Mitt Romney ratchets up his response to Trump accusations going from ‘troubling’ to ‘appalling’
President Donald Trump speaking to the media on the South Lawn of the White House in Washington, Friday, Oct. 4, 2019, before his departure to nearby Walter Reed National Military Medical Center in Bethesda, Md. (AP Photo/Pablo Martinez Monsivais)
Sen. Mitt Romney is one of the few Republicans in Congress criticizing President Donald Trump for asking Ukraine and China to help dig up dirt on a Democratic rival while others in Utah’s federal delegation are mainly staying mum.
Romney, a Utah Republican and member of the Senate Foreign Relations Committee, said Friday that it “strains credulity” for Trump to argue he’s not acting politically by calling on foreign nations to investigate former Vice President Joe Biden.
Romney — who had already distanced himself from most Senate Republicans by calling Trump’s actions “troubling in the extreme” — questioned Trump’s motivations for singling out Biden for investigations amid the Democratic Party’s nominating process for the 2020 election
“When the only American citizen President Trump singles out for China’s investigation is his political opponent in the midst of the Democratic nomination process, it strains credulity to suggest that it is anything other than politically motivated,” Romney wrote on Twitter.
He continued: “By all appearances, the President’s brazen and unprecedented appeal to China and to Ukraine to investigate Joe Biden is wrong and appalling."
While Romney has called out the president’s actions, he has not directly supported an investigation, like the one House Democrats are now leading
. He also did not comment Friday morning on texts from some of Trump’s envoys that shine new light on the accusations that the president was pressuring Ukraine to investigate Biden and his son Hunter. Hunter Biden had been on the board of a Ukrainian energy company that had previously been under investigation.
Romney has been the most critical of Trump in Utah’s congressional delegation.
Utah’s only Democrat in Congress, Rep. Ben McAdams, has tried to avoid the topic when he can, describing himself as a potential member of the “jury," a reference to a possible vote for articles of impeachment. After more than two weeks avoiding saying he backed the impeachment inquiry, McAdams said Friday he supported the proceedings.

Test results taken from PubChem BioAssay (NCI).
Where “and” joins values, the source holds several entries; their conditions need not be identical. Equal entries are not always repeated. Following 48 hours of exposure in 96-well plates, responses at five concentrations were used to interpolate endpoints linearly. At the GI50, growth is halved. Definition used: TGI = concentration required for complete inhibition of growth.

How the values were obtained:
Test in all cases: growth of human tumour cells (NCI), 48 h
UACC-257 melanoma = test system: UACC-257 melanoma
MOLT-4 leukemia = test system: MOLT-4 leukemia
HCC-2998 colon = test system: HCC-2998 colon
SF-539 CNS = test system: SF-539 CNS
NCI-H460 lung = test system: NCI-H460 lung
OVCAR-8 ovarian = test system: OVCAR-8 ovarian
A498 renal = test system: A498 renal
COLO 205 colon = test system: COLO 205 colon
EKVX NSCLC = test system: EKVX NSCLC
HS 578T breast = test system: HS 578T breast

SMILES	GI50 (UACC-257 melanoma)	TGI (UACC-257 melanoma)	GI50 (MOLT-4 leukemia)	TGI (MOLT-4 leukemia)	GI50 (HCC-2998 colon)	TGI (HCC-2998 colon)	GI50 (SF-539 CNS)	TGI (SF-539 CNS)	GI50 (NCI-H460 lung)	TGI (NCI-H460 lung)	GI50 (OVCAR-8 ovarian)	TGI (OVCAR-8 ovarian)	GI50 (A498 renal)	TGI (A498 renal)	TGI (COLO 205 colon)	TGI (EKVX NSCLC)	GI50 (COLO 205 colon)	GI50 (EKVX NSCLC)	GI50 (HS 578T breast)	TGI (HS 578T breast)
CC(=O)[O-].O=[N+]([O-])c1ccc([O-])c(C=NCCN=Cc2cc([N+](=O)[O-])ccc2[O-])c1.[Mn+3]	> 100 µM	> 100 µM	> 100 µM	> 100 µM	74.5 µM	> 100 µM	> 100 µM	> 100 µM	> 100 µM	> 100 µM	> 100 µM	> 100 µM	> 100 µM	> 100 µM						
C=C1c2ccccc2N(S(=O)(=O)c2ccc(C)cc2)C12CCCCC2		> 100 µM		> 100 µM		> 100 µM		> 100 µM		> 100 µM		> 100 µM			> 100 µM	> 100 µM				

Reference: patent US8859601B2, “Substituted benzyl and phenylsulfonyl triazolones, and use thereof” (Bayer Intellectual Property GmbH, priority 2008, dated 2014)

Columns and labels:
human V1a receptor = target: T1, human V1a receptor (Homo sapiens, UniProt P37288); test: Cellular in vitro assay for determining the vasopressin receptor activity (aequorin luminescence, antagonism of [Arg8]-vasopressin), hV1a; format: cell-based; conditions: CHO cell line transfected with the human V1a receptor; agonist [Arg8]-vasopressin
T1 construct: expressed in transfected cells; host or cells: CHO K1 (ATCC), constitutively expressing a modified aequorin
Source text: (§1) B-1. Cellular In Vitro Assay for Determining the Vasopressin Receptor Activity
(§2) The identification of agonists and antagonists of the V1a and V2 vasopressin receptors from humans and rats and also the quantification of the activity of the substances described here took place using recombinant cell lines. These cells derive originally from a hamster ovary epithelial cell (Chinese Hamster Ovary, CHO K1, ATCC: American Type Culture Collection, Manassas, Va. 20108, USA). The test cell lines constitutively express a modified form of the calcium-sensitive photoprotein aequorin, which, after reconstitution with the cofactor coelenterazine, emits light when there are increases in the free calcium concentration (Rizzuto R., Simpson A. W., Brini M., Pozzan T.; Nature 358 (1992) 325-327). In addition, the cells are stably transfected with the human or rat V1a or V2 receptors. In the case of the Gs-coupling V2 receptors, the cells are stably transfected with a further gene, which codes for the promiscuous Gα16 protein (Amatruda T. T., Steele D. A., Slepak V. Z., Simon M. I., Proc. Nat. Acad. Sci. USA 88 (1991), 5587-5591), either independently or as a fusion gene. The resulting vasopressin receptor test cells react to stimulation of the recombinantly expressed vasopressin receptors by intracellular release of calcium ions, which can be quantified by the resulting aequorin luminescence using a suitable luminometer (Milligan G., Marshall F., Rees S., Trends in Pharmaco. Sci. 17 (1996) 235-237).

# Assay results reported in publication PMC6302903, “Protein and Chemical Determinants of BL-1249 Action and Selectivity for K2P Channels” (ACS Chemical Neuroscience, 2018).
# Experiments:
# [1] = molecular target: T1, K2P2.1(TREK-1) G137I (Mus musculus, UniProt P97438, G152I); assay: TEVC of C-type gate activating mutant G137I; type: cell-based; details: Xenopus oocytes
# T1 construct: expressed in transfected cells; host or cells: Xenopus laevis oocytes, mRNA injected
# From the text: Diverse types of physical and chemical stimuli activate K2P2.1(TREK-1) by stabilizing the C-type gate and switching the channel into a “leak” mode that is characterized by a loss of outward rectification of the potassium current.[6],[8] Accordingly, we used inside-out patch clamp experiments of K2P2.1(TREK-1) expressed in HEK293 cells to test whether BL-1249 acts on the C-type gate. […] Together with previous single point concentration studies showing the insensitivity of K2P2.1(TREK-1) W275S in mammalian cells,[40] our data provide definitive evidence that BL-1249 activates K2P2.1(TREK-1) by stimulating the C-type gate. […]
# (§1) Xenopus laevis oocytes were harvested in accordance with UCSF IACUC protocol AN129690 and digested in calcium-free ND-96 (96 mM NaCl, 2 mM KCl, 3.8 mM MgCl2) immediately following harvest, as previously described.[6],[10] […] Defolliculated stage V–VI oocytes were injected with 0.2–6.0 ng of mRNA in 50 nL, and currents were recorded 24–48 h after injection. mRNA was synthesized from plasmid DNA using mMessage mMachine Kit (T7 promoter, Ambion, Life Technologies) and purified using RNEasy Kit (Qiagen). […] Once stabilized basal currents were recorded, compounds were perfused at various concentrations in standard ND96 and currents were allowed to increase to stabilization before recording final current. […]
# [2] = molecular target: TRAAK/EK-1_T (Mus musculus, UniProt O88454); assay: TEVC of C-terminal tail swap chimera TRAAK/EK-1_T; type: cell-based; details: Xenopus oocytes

Sen. Mike Lee on Friday brushed off Trump’s latest comments on China, saying they weren’t about helping the president’s reelection but China protecting itself.
“I read Trump’s statement as not asking China to investigate but suggesting that it would be in China’s interest to do so," Lee said in a statement.
Reps. Rob Bishop, John Curtis and Chris Stewart — all Utah Republicans — did not respond Friday to requests for comment.
Stewart, a member of the House Intelligence Committee, has emerged as a staunch defender of Trump as the controversy has continued to churn. On Friday, he signed on to legislation to censure Intelligence Committee Chairman Adam Schiff, D-Calif., for his remarks in a hearing last week that inaccurately described Trump’s request to the Ukrainian president.
“His actions misled the American people and have made a mockery of the impeachment process,” Stewart said.
Romney now joins GOP Sen. Ben Sasse of Nebraska in raising alarms about Trump’s comments.
“Hold up: Americans don’t look to Chinese commies for the truth,” Sasse said in a statement to the Omaha World-Herald. “If the Biden kid broke laws by selling his name to Beijing, that’s a matter for American courts, not communist tyrants running torture camps.”
Sasse, though, also jumped on Schiff for running a “partisan clown show” with the impeachment inquiry.
Sen. Marco Rubio, R-Fla., said he didn't take the president seriously when he stood before Marine One on Wednesday and said Ukraine should probe the Bidens and that he would consider asking China to do the same.
“I don’t know if that’s a real request or him just needling the press knowing that you guys are going to get outraged by it,” Rubio said. “He’s pretty good at getting everybody fired up. He’s been doing that for a while and the media responded right on task.”
If a majority of House members vote to impeach Trump, those articles then go to the Senate, where a trial would take place. It would take 67 votes, in the Republican-controlled Senate to remove Trump from office.